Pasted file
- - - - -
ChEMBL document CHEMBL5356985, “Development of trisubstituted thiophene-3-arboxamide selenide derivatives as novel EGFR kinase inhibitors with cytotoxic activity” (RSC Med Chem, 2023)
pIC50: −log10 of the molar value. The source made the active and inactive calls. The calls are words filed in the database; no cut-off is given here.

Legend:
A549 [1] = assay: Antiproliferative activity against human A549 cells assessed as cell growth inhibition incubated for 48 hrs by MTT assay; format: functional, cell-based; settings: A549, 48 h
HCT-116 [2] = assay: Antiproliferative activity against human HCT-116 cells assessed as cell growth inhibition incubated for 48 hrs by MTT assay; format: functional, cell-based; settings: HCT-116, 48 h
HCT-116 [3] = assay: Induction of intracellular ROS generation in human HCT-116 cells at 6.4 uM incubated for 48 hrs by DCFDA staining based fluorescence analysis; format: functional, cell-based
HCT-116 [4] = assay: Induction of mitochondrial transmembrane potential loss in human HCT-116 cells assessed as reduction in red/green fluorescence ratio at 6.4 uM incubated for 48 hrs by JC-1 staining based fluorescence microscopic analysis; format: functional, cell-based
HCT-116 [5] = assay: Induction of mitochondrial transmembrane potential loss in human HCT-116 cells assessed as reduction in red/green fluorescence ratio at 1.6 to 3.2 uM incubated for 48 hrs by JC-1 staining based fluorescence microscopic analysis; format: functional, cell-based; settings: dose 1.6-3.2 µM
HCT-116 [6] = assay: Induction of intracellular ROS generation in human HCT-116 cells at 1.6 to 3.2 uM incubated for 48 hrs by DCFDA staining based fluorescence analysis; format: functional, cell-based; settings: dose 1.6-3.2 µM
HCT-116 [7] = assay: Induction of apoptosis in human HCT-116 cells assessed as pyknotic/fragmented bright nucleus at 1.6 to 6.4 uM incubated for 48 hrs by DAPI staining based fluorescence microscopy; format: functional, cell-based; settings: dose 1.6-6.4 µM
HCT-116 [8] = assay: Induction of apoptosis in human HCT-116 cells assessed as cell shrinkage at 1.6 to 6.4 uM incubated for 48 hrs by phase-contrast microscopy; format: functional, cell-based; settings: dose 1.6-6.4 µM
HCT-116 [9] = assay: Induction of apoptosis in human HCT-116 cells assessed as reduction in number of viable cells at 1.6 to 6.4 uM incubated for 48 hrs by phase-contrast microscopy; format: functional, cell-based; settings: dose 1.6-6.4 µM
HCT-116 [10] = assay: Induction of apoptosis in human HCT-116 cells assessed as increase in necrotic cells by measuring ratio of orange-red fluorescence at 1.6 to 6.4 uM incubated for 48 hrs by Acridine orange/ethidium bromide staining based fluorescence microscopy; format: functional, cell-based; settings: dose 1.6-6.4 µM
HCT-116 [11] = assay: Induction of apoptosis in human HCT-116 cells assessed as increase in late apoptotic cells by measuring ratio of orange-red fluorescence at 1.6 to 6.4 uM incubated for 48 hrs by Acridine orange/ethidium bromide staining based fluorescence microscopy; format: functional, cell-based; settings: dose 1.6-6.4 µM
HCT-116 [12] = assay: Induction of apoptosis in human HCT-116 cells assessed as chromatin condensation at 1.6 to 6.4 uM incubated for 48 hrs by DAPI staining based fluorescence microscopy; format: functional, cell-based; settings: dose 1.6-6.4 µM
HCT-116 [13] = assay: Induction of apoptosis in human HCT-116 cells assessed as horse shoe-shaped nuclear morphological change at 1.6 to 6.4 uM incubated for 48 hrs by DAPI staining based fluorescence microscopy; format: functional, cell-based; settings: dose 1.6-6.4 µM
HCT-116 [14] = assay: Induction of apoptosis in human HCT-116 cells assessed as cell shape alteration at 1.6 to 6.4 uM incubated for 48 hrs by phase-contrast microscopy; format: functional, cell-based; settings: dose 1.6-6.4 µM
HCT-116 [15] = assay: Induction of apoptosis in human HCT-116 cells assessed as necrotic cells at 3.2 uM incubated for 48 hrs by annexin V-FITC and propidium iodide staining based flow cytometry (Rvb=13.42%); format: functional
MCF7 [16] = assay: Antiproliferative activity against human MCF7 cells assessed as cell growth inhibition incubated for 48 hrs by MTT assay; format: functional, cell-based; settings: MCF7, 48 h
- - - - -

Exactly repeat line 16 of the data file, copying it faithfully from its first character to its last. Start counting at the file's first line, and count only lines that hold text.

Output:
HCT-116 [13] = assay: Induction of apoptosis in human HCT-116 cells assessed as horse shoe-shaped nuclear morphological change at 1.6 to 6.4 uM incubated for 48 hrs by DAPI staining based fluorescence microscopy; format: functional, cell-based; settings: dose 1.6-6.4 µM